Volume 14, 2014
Apophaticism and Deification in the Alexandrian and Antiochene Tradition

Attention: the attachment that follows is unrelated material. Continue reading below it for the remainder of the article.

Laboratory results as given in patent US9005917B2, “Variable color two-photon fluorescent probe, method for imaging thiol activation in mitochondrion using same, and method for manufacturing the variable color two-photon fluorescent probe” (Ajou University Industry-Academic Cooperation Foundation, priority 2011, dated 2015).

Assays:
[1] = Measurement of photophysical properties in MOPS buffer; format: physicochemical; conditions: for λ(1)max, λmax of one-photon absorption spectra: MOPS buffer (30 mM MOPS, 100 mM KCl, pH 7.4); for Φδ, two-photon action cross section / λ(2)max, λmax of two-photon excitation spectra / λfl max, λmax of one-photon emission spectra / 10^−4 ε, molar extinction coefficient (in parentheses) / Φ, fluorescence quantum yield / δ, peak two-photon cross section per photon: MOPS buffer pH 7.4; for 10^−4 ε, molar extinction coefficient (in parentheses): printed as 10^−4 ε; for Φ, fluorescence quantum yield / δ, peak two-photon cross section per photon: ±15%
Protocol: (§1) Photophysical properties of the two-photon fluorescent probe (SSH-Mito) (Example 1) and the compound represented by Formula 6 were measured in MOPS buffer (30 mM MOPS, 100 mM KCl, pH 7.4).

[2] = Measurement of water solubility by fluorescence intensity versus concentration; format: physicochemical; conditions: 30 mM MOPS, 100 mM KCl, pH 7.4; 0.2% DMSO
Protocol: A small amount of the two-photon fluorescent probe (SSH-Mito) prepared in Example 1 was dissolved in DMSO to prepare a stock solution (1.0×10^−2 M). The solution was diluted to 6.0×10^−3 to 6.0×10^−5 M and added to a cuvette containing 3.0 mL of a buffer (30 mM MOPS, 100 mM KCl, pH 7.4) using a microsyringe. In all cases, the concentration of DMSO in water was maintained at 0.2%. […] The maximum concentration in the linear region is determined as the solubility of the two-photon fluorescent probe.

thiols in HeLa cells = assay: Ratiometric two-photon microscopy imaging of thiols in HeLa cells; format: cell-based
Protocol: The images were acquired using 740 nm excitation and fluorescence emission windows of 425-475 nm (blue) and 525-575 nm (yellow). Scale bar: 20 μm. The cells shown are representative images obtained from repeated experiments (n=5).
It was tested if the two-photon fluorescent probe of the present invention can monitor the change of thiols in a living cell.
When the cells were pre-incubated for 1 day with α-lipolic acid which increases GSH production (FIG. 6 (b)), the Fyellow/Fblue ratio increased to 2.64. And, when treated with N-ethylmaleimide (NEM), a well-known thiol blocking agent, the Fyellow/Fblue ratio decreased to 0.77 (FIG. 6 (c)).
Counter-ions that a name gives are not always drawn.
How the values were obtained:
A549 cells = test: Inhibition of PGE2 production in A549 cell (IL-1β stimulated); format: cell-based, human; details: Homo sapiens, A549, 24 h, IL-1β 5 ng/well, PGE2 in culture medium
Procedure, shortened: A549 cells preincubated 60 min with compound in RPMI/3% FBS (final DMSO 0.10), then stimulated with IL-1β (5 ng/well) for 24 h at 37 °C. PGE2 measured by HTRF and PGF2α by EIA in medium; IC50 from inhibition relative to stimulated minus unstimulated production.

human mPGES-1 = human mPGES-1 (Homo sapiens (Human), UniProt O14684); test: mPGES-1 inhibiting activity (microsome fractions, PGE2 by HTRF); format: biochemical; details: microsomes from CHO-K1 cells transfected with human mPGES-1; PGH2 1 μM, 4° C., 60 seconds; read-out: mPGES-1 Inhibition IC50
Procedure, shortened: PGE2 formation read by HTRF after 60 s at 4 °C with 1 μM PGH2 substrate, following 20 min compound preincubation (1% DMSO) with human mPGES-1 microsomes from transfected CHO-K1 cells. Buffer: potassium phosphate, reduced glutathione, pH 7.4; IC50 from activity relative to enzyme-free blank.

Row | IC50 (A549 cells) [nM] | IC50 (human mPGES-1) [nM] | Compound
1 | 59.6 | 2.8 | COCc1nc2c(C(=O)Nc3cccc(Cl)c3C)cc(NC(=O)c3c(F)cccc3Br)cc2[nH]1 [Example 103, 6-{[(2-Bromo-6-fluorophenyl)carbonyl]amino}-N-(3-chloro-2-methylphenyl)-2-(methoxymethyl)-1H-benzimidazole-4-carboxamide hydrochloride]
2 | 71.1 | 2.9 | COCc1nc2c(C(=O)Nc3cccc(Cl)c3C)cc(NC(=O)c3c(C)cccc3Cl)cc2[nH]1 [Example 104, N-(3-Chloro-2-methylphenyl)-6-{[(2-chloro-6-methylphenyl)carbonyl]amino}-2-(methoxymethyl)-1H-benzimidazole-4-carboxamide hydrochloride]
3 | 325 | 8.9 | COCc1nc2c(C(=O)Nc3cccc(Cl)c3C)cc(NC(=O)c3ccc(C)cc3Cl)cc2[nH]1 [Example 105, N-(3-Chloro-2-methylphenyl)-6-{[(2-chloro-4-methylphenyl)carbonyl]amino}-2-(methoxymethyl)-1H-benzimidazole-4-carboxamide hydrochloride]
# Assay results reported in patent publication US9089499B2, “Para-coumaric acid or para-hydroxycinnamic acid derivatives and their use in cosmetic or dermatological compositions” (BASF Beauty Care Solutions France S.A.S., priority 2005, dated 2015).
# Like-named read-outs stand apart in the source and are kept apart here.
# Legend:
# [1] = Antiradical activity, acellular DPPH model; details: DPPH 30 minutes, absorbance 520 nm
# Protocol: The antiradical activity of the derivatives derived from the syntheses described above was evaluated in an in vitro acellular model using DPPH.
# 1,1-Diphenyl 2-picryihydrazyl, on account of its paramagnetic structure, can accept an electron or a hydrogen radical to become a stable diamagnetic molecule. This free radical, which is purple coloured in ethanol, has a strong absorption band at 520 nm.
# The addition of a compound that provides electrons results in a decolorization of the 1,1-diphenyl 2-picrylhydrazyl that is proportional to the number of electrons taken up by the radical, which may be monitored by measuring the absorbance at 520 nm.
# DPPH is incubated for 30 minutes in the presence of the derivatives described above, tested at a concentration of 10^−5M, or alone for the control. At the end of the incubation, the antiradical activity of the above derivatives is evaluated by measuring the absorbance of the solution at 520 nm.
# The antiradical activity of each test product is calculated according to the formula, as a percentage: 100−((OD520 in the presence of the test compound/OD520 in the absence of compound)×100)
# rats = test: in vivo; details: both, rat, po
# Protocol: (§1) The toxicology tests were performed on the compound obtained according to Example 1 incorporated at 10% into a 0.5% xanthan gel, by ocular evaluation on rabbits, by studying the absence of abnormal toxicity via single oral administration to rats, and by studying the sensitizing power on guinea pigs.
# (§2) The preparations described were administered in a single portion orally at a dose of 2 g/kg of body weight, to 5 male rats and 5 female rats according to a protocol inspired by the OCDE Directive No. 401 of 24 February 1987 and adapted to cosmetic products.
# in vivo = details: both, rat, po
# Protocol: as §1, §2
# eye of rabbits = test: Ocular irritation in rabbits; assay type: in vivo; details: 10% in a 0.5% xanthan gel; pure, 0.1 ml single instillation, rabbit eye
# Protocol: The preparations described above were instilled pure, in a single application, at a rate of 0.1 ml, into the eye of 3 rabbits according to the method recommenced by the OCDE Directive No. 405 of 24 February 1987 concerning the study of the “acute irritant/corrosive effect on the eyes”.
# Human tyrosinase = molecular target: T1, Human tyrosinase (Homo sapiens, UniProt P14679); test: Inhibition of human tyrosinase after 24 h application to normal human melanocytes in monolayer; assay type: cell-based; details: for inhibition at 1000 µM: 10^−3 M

The aim of this paper is to analyse certain aspects of the Christian tradition, namely, the doctrines of apophasis (also known as negative theology) and theosis (deification). These are surveyed together because they often complement one another in Christian thought. Although the later Byzantine fathers, of the hesychast tradition, solved the theological questions of apophaticism and deification, the problematic was already articulated in early Christianity through conceptualising the vision of God. The contention of this paper is that although the Alexandrine and Antochene traditions appropriated two diverse ways of understandings of the doctrine of vision of God, the two theological methods were in fact interrelated. In short, whereas for the Alexandrians the vision and knowledge of God stressed the ascent of the human being to God (apophasis), and the Antiochenes were more interested in the divine condescension (kataphasis), both traditions had the same practical goal, union by grace with God or theosis. Both paradigms, too, reveal the paradoxical or antinomical nature of Christian God-transcendent and immanent at the same time. After exploring some of the general characteristics of the Alexandrian and Antiochene though, this paper will address the particularities of the two interpretive strands.